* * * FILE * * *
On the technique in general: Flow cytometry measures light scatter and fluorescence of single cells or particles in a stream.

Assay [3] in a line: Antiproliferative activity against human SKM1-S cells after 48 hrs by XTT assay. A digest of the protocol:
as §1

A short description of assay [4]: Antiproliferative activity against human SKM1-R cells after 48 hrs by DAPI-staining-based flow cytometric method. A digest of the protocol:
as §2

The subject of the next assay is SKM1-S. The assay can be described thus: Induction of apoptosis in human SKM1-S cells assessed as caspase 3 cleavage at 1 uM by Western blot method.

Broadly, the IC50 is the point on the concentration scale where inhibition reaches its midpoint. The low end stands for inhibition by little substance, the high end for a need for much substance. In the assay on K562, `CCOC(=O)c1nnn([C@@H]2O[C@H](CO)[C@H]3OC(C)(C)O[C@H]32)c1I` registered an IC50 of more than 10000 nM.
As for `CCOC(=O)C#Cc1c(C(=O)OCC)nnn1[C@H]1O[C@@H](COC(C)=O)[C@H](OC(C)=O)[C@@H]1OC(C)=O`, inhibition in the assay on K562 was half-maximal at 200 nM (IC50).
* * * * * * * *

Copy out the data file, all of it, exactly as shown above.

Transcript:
On the technique in general: Flow cytometry measures light scatter and fluorescence of single cells or particles in a stream.

Assay [3] in a line: Antiproliferative activity against human SKM1-S cells after 48 hrs by XTT assay. A digest of the protocol:
as §1

A short description of assay [4]: Antiproliferative activity against human SKM1-R cells after 48 hrs by DAPI-staining-based flow cytometric method. A digest of the protocol:
as §2

The subject of the next assay is SKM1-S. The assay can be described thus: Induction of apoptosis in human SKM1-S cells assessed as caspase 3 cleavage at 1 uM by Western blot method.

Broadly, the IC50 is the point on the concentration scale where inhibition reaches its midpoint. The low end stands for inhibition by little substance, the high end for a need for much substance. In the assay on K562, `CCOC(=O)c1nnn([C@@H]2O[C@H](CO)[C@H]3OC(C)(C)O[C@H]32)c1I` registered an IC50 of more than 10000 nM.
As for `CCOC(=O)C#Cc1c(C(=O)OCC)nnn1[C@H]1O[C@@H](COC(C)=O)[C@H](OC(C)=O)[C@@H]1OC(C)=O`, inhibition in the assay on K562 was half-maximal at 200 nM (IC50).